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Faberg's Eggs: The Extraordinary Story of the Masterpieces That Outlived an Empire Hardcover – 1700

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Product Details

  • Hardcover
  • Publisher: Random House (1700)
  • Language: English
  • ISBN-10: 140006550X
  • ISBN-13: 978-1400065509
  • Product Dimensions: 16.1 x 2.7 x 24.3 cm
  • Shipping Weight: 590 g
  • Average Customer Review: Be the first to review this item
  • Amazon Bestsellers Rank: #893,993 in Books (See Top 100 in Books)
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Most Helpful Customer Reviews on (beta) HASH(0xa242cfcc) out of 5 stars 27 reviews
33 of 34 people found the following review helpful
HASH(0xa245abd0) out of 5 stars Not Just Fancy Jewelry Oct. 29 2008
By Rob Hardy - Published on
Format: Hardcover
There are many books (and even some websites) devoted to pictures of the jeweled eggs produced by Fabergé for the last two czars of Russia to give to their czarinas on Easter. _Fabergé's Eggs: The Extraordinary Story of the Masterpieces that Outlived an Empire_ (Random House) by Toby Faber is not like those. Sure, it has photos, but only of some of the fifty eggs that were so given. The point of Faber's fascinating book is not the sparkle of these splendid, somewhat preposterous baubles, but the history behind them. He has, in many cases, told the stories of individual eggs and positioned them within the history of the last years of the Russian Empire, and then followed them from after the revolution until the current day. This, then, is a history book with a wide scope, using the eggs as a mere foundation for bigger themes. It is full of remarkable stories from the royal family as well as from the colorful subsequent owners of the eggs, and Faber, who wrote about the violins of _Stradivari's Genius_ a few years ago, has told the stories in a lively way to interconnect a lot of historical strands.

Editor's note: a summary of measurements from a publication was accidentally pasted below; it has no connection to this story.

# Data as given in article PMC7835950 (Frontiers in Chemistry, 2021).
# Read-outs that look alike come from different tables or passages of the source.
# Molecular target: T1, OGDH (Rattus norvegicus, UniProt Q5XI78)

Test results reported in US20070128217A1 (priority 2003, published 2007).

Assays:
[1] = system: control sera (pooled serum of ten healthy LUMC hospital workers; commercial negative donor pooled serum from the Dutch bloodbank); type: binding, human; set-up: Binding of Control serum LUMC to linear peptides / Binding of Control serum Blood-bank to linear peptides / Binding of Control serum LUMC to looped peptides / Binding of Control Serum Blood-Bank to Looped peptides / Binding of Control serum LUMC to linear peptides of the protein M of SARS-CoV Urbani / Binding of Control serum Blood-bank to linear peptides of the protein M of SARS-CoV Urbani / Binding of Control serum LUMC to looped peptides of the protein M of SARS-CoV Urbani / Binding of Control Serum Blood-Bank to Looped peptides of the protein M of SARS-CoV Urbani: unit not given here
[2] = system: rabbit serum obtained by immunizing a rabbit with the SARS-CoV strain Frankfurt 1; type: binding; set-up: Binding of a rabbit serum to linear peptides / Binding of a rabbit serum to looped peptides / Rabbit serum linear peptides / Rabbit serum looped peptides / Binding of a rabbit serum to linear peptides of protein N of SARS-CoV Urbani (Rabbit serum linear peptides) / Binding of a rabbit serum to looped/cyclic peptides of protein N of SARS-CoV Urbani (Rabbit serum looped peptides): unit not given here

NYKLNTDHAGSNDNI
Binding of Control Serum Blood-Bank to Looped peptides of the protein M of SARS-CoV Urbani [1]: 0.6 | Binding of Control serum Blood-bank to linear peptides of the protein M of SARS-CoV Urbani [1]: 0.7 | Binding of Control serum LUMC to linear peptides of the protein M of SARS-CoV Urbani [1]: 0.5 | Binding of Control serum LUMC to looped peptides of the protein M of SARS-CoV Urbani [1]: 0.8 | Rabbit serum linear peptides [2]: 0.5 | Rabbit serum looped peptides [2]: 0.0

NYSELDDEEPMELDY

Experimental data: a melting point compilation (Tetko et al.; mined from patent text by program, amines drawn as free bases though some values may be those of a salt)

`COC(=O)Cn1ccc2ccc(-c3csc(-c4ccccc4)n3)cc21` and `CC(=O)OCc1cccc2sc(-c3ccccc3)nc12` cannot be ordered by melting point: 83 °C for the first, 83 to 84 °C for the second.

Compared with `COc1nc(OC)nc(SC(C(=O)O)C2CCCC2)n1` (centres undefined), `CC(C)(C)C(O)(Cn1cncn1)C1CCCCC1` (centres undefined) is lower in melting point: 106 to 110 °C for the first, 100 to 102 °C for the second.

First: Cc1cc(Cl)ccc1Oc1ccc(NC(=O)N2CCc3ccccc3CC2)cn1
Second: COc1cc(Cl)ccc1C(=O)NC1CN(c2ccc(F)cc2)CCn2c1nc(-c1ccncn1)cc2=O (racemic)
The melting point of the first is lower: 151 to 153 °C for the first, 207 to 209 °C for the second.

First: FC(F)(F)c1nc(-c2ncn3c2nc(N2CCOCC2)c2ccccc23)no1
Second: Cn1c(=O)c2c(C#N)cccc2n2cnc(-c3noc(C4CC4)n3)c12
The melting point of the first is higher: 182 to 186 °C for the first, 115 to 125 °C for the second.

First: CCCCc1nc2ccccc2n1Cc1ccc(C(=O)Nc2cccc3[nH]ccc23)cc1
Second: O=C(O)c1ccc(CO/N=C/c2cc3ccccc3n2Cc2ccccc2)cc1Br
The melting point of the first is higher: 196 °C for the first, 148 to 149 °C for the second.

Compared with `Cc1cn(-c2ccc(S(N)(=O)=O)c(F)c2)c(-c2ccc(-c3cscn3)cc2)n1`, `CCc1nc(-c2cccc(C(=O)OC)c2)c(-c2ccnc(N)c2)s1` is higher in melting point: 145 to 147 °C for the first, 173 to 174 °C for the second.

When Czar Alexander III came to Fabergé before Easter in 1881, he wanted a present for his wife, the Empress Maria. The first egg of the series was the Hen Egg, based on the design of an egg in the Royal Danish Collection, and since Maria was from Denmark, it would have reminded her of her happy childhood there. The eggs became an annual tradition thereafter, and each year Fabergé had more freedom about how to execute the commission. When Alexander died only aged 49 in 1894, Fabergé might have worried that the new czar Nicholas II would not have the same taste or desires, but Nicholas proved to be unwilling to change anything much (a characteristic that Faber shows played a role in his doom), and continued the tradition, with Easter eggs going not just to Maria his mother but to Alexandra his new wife. The eggs often reflected historical landmarks or anniversaries. The Trans-Siberian Railway Egg of 1900 commemorating the newly completed railway. Fabergé knew that he could please Alexandra with depictions of her children; the famous Lilies of the Valley Egg of 1898 had a surprise of pop-out portraits of her husband and daughters. Faber demonstrates that the eggs could represent the alienation of the royals from the world around them. He contrasts these expensive and beautiful toys with the lot of the Russian people and increases our understanding of the revolution that brought the family down in 1918, and the eggs were available for sale abroad to benefit the new Soviet state. The most famous collector was Malcolm Forbes, who determined that he would buy up so many of the eggs he would have more than were left in the Kremlin vaults. He thought he had succeeded, too, with eleven eggs to the Kremlin's ten in 1985, but increased interest in the eggs (and a Forbes-inspired boom in their prices, which lasted after his death in 1990) meant that scholars went to work on tracking down exact listings of their history. Forbes's cache was entirely Fabergé eggs of the period, but only nine were actual gifts from a czar. In 2004, a Russian tycoon bought Forbes's eggs to go back into the Kremlin Armory Museum.